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Georgian/Regency - Theatre

An Evening at the Theater

A typical evening at a London theater began at six and lasted at least three hours. The program began with music played by the theater's orchestra from the time the doors opened at four or five, followed by a prologue and then a full-length play. An afterpiece, usually a pantomime, farce, or comic opera, completed the evening. The intervals between acts were filled with variety acts, which ranged from singing, dancing, magic tricks, acrobatics, through trained animals.

The Georgian Index

Georgian Theatre Research Resources

The "New Plays" data base (over 530 pages) attempts to document over 2,600 new plays on the London stage during the eighteenth and early nineteenth centuries (1700-1810). All material ©2006 by William J. Burling.

The "Daily Calendar" data base (over 630 pages) attempts to provide basic documentation for every daily performance at five major London theatres during 1800-1810: Drury Lane, Covent Garden, the King's Opera House, the Theatre Royal Haymarket, and the Lyceum. Details include date, venue, play titles, designation of premieres, authorship of new plays, box office receipts (if available), and occasional miscellaneous comments (but not casting information, except for a very limited number of performances). Please note that the calendar for the King's Opera House is still incomplete, especially for 1806-1810. All material © 2006 by William J. Burling.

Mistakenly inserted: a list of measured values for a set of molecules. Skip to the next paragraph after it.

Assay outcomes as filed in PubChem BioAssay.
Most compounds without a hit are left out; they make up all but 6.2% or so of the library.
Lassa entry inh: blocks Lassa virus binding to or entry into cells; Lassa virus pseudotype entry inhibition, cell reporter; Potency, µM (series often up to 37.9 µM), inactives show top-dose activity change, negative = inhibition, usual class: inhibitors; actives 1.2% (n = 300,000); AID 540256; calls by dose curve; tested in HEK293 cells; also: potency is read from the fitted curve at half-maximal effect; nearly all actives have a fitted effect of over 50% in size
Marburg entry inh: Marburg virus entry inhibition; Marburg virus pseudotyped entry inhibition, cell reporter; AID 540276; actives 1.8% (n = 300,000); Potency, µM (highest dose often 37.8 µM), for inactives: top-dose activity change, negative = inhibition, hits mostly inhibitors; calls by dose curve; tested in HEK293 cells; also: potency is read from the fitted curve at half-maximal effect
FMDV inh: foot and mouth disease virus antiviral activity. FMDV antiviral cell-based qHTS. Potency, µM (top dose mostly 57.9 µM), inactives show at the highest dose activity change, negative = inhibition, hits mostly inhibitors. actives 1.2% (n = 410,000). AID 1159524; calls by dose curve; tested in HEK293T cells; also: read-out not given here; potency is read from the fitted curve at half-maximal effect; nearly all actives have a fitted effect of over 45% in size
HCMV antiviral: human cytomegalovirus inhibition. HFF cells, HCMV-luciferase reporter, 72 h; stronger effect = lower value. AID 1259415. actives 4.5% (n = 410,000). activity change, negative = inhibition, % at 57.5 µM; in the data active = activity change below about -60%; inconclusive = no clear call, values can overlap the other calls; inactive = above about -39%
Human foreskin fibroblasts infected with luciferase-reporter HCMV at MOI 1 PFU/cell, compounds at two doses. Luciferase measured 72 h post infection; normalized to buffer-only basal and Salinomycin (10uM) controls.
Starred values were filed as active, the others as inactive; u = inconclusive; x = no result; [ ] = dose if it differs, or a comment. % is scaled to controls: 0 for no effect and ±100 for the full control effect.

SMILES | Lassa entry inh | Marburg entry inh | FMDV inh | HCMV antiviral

Richard Brinsley Sheridan

Sheridan was educated at Harrow School, and was to study law. However, his highly romantic elopement with Elizabeth Linley (daughter of Thomas Linley), and their subsequent marriage in 1773, put paid to such hopes. When he returned to London, he began writing for the stage. His first play, The Rivals, produced at Covent Garden in 1775, was a failure on its first night. Sheridan cast a more capable actor for the role of the comic Irishman for its second performance, and it was a smash which immediately established the young playwright's reputation. It has gone on to become a standard of English literature.


Oliver Goldsmith

AFTER a course at Trinity College, Dublin, made miserable by his personal ungainliness and bad manners, Oliver Goldsmith was on the point of emigrating to America. If he had not missed his ship, high school students might not find in their course of prescribed reading such literary gems as The Deserted Village or The Vicar of Wakefield, nor play lovers enjoy the absurdities of his dramatic masterpiece, She Stoops to Conquer.

Theatre History

Theatre Illustrations

Links to various illustrations of British theatre



Jamacia AOS - maxi

June 2008

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